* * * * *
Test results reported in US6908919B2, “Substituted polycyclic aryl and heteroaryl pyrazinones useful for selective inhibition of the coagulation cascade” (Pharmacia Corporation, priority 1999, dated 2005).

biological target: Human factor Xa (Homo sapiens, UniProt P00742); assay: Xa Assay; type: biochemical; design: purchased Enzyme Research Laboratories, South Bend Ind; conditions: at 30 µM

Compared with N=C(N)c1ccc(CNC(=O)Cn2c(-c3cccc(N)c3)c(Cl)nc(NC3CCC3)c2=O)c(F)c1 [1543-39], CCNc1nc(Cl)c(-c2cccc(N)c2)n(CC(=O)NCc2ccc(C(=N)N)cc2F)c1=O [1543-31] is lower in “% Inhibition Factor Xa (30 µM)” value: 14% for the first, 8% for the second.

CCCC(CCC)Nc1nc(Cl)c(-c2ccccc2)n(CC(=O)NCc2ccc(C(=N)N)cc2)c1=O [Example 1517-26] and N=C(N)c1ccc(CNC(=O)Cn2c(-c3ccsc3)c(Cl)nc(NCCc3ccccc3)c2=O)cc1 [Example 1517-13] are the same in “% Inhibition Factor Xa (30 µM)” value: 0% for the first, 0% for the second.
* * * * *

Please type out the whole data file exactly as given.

Test results reported in US6908919B2, “Substituted polycyclic aryl and heteroaryl pyrazinones useful for selective inhibition of the coagulation cascade” (Pharmacia Corporation, priority 1999, dated 2005).

biological target: Human factor Xa (Homo sapiens, UniProt P00742); assay: Xa Assay; type: biochemical; design: purchased Enzyme Research Laboratories, South Bend Ind; conditions: at 30 µM

Compared with N=C(N)c1ccc(CNC(=O)Cn2c(-c3cccc(N)c3)c(Cl)nc(NC3CCC3)c2=O)c(F)c1 [1543-39], CCNc1nc(Cl)c(-c2cccc(N)c2)n(CC(=O)NCc2ccc(C(=N)N)cc2F)c1=O [1543-31] is lower in “% Inhibition Factor Xa (30 µM)” value: 14% for the first, 8% for the second.

CCCC(CCC)Nc1nc(Cl)c(-c2ccccc2)n(CC(=O)NCc2ccc(C(=N)N)cc2)c1=O [Example 1517-26] and N=C(N)c1ccc(CNC(=O)Cn2c(-c3ccsc3)c(Cl)nc(NCCc3ccccc3)c2=O)cc1 [Example 1517-13] are the same in “% Inhibition Factor Xa (30 µM)” value: 0% for the first, 0% for the second.